The Mudcat Café TM
Thread #68626 Message #1157158
Posted By: GUEST,Ron Davies
07-Apr-04 - 10:56 PM
Thread Name: The Alamo--Needless Martyrs
Subject: BS: The Alamo--Needless Martyrs?
Due in large part to the movie coming out soon, Smithsonian had an article on the Alamo--great reading. Movie sounds worthwhile, but what really fascinated me was the complexity of the situation--way beyond the '189 heroes' we heard about in the 50s. The article didn't deal with this question but I did some more research and it seems evident that the Alamo slaughter was needless.
General Houston, in charge of the regulars, had in fact sent Jim Bowie to carry the word to destroy the Alamo and retreat to a more defensible position--as originally a mission, it was not a good place to be besieged. But what appears to have happened is that when Bowie got there he was so impressed with what had been done to improve the position, and possibly convinced it was essential as a forward post, so he decided to stay and help improve it further. Houston had sent a message to Governor Smith (governor of what I don't know, since Texas was neither a country nor a state at that point--he appears to have been the head of a governing committee a la the Continental Congresses). Houston told Smith that the Alamo should be abandoned if Smith saw fit. Gov. Smith did not see fit.
What a cast of characters!
Jim Bowie, former slave trader with Jean LaFitte of Battle of New Orleans fame, and current land swindler and definitely a fighter. Though he did not invent the famous knife (his brother did), he sure used it to good advantage before he got to Texas.
Former Congressman David Crockett--one of the US' first celebrities and a Jackson man who had turned against Jackson over some land bills. It appears that Jackson wanted a free hand for land speculators--profits to be used for education!--while Crockett felt the squatters who had actually cleared the land should get the land cheap. Also Crockett was one of the few prominent Westerners (meaning west of Pennsylvania) who opposed Jackson's Indian removal policy. He had lost his seat in Congress due to Jacksonian opposition. The famous quote was " Since you have chosen to elect a man with a timber toe to succeed me, you may all go to hell and I will go to Texas" Hope he really said it--it's a classic. In Texas Crockett planned to be a land agent -- maybe more.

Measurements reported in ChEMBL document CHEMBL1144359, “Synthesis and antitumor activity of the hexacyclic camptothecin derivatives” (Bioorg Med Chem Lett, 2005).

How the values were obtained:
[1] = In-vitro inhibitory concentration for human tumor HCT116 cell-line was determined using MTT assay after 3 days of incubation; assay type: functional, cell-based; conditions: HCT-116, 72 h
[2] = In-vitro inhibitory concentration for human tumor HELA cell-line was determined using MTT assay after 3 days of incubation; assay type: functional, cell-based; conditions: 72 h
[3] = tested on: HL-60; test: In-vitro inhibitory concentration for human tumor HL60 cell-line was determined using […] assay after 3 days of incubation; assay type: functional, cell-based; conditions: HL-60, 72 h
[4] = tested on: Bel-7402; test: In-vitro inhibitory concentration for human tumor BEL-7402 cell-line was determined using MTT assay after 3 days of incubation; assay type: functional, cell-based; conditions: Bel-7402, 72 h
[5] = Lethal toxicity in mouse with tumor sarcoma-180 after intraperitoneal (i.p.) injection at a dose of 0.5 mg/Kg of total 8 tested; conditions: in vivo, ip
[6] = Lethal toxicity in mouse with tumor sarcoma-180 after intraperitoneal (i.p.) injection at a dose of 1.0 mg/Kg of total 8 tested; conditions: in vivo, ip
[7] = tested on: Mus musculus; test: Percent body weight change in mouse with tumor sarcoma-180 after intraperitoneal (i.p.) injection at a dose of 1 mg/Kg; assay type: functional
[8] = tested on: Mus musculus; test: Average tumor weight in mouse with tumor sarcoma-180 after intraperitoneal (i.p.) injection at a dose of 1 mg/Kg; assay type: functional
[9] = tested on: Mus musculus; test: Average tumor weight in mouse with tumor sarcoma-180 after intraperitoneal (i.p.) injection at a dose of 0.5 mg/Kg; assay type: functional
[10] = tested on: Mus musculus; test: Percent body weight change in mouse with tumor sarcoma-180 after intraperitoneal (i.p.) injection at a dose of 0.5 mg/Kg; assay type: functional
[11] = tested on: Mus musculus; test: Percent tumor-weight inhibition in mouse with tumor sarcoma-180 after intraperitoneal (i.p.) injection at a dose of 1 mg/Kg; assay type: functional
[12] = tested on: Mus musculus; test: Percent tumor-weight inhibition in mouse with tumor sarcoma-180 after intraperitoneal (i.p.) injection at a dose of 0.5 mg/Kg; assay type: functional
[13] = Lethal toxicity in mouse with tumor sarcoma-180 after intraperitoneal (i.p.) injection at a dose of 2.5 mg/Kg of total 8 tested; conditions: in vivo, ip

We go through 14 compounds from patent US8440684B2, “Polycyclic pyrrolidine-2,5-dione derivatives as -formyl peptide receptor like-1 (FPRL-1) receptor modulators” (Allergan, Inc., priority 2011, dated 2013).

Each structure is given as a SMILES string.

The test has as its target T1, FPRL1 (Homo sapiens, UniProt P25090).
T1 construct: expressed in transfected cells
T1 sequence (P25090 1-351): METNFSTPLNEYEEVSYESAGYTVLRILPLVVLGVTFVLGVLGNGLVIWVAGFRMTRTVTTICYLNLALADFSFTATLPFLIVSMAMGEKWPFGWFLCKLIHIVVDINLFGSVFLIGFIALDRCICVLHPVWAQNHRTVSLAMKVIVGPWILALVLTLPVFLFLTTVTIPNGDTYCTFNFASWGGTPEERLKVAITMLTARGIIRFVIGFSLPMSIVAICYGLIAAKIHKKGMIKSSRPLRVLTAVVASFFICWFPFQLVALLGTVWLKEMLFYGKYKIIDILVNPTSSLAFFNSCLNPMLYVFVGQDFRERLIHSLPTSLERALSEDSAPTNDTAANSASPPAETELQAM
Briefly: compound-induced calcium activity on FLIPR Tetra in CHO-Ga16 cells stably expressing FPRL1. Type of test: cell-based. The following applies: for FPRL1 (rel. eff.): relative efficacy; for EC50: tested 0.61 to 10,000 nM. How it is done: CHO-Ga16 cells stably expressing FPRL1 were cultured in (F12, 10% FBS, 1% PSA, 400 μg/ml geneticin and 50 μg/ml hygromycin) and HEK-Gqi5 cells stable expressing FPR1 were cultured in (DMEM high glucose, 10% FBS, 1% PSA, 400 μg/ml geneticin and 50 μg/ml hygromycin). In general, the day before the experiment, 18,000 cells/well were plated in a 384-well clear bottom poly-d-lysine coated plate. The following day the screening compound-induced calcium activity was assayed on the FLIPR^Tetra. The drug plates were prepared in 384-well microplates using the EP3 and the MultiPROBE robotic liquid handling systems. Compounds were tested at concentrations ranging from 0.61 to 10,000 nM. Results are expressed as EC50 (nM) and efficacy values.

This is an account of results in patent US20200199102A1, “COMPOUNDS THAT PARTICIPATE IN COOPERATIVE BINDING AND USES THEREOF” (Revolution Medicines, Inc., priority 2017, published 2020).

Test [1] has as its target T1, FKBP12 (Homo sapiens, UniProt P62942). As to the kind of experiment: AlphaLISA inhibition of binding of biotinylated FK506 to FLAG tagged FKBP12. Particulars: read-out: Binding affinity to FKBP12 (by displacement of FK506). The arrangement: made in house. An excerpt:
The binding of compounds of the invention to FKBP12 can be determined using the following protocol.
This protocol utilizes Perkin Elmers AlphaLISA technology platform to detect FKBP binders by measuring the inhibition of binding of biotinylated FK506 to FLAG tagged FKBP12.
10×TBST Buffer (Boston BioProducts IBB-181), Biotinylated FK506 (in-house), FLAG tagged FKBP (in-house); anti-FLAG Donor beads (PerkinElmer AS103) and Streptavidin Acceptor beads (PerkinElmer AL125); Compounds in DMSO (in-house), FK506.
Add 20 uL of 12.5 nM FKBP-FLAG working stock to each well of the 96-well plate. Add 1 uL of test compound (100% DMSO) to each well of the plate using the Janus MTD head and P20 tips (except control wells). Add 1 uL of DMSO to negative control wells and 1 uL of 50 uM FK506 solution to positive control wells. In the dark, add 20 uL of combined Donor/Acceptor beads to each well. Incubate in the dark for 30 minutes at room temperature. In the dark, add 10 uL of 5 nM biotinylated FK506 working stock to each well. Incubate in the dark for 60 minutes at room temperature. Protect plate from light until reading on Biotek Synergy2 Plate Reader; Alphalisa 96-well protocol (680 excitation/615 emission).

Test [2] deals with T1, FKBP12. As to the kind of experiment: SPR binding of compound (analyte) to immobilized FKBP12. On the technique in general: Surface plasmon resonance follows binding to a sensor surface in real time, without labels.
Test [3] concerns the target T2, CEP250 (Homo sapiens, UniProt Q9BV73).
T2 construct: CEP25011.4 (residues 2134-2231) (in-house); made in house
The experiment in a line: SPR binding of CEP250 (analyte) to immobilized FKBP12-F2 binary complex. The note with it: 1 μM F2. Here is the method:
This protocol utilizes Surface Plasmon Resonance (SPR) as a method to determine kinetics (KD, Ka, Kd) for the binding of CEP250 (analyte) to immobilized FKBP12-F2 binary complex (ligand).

Lt. Colonel Travis--27 at the time of his death--an attorney with military experience, who was not the choice of the volunteers at the Alamo--they finally agreed to let him lead the regulars while Bowie was elected leader of the volunteers--Bowie celebrated by getting smashed and letting out prisoners. Soon Bowie was down with pneumonia and Travis was in charge.
Santa Anna--nobody seems to know where the extra n came from--originally Santa Ana. The ultimate turncoat--first against the Spanish as an officer in the Spanish army. After switching allegiances an amazing number of times, he was let through a US blockade in 1846 to negotiate a diplomatic settlement, at which point he put himself ·(again) at the head of the anti US forces in Mexico. In 1836 he did surprise the Alamo defenders by appearing sooner and with more troops than expected---many of them press-ganged Indians who didn't speak Spanish.
Houston--in a different way from the Alamo defenders a profile in courage--not only beating a larger Mexican army at San Jacinto soon after the Alamo, but much later, as governor, refusing to support secession of Texas and refusing to take the oath of loyalty to the newly formed Confederate States of America, for which he was removed as governor. (He did eventually verbally support the South).
General Cos--Mexican commander when the Americans besieged and took the Alamo themselves (December 1835)--he was given safe-conduct for him and his forces, on condition that he not fight against the Texans. When Santa Anna ordered him to rejoin, he did--a main leader in the besieging forces which slaughtered the Texans in March 1836.
None of the defenders had a death wish (though Bowie probably realized he was mortally ill). All they had to do was do what Houston suggested. They didn't. They called for reinforcements--very few came, due to their own problems, and the larger relief force would have been too late.
So the Alamo was considered a military assset after all. But after the slaughter, which Santa Anna had "legalized" by declaring all rebels to be outlaws, the Mexicans got it anyway. You can say the outrage caused by the Alamo and the Goliad massacre soon after raised volunteers and hence helped Texas get independence, guaranteed by Santa Anna as a prisoner after San Jacinto. But the Alamo slaughter seems like a real waste of some great men--including some Spanish-speaking Mexican-born defenders.
I think Houston was right---any thoughts?